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Profile: High expectations for new culture chief

2012/02/03 21:14:14

Taipei, Feb. 3 (CNA) The naming of essayist and cultural critic Lung Ying-tai as the new head of the Council for Cultural Affairs (CCA) earlier this week came as a pleasant surprise for many in the sector, who expressed high hopes for the woman noted for her sharpand candid critiques.

Lung was appointed to head the council on Jan. 31 when Taiwan's new Cabinet lineup was announced, and she is expected to become the country's first minister of cultural affairs when the council is formally upgraded to a ministry on May 20.

The 59-year-old writer, with a doctorate in English Literature from Kansas State University, is best known for her poignant and critical essays on Taiwan's democracy and society.

Her influential 1985 book "The Wild Fire," which offered critiques of contemporary Taiwanese society, went through 24 printings in 21 days when it was first released and was described by a local poet as a "hurricane" because of its influence on Taiwan's intellectual community at the time.

Her 2009 book "Big River, Big Sea -- Untold Stories of 1949" about the lives of Kuomintang supporters who retreated to Taiwan in 1949 after the civil war in China, sold over 400,000 copies in Taiwan and Hong Kong in 18 months but was listed as banned by mainland China.

Lung is also known for her sharp criticism of authoritarian and totalitarian governments.

"Judging if a country is civilized is to see how it treats its ethnic minority groups, dissidents and disadvantaged groups. It is to see how it tolerates different opinions," Lung told a hall full of students and teachers during a speech at Peking University in 2010.

"This, of course, includes how 1.3 billion people (China) treat 23 million people (Taiwan)," she added.

Lin Hwai-min, founder of Taiwan's renowned Cloud Gate Dance Theatre, told CNA in New York Thursday that he thought Lung's appointment was "a good choice," given her broad perspective, knowledge of international history and culture and previous government experience.

Lung served from 1999 to 2003 as the first director of the Taipei city government's Department of Cultural Affairs, established by President Ma Ying-jeou during his first term as Taipei mayor.

In 2005, she established the Lung Yingtai Cultural Foundation, which organizes academic lectures for Taiwan's young citizens to foster intellectual dialogue and promote international cultural exchange.

She has served as the Hung Leung Hao Ling Distinguished Fellow in Humanities at the University of Hong Kong since 2008.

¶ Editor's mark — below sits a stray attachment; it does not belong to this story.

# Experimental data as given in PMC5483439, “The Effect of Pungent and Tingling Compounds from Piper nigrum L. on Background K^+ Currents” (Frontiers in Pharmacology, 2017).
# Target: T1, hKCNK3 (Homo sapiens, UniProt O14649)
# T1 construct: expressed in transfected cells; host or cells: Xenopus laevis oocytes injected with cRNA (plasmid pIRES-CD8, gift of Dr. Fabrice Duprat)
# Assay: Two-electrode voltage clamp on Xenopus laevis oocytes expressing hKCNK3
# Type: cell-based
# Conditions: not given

Wang Jung-wen, chairman of the Taipei Book Fair Foundation, said the choice of Lung was good news for the cultural sector because she has the ability to "stand on an equal footing" with other ministers given her extensive knowledge and understanding of the cultural field.

Wang, a friend of Lung, said she has often joked privately that she wanted to be the minister of defense so that she could spend the hefty military budget on cultural events.

"With her ability and connections in this field, she stands a better chance to succeed at the job than others," Wang said. "This is an appointment worth looking forward to."

Meanwhile, noted Taiwanese literary figure Huang Chun-ming expressed hope that Lung would promote culture to not only intellectuals but also to the masses so that everyone has a chance to better appreciate culture.

Lung seemed to understand the high expectations her appointment generated when she said through her foundation that she was "weighed down" by the responsibility and felt like she was "wearing a helmet and waiting to be enlisted, or about to perform a high dive."

She said the establishment of the Ministry of Cultural Affairs is an "arduous" task that needs the support of society and hoped cultural issues could become mainstream concerns of Taiwan's people, media and politicians, "just like financial and military issues."

"Culture is Taiwan's biggest advantage," Lung said, envisioning that what is cultivated in Taiwan can become an inspiration for Chinese communities everywhere.

(By Sabine Cheng, Leaf Chiang and Christie Chen)
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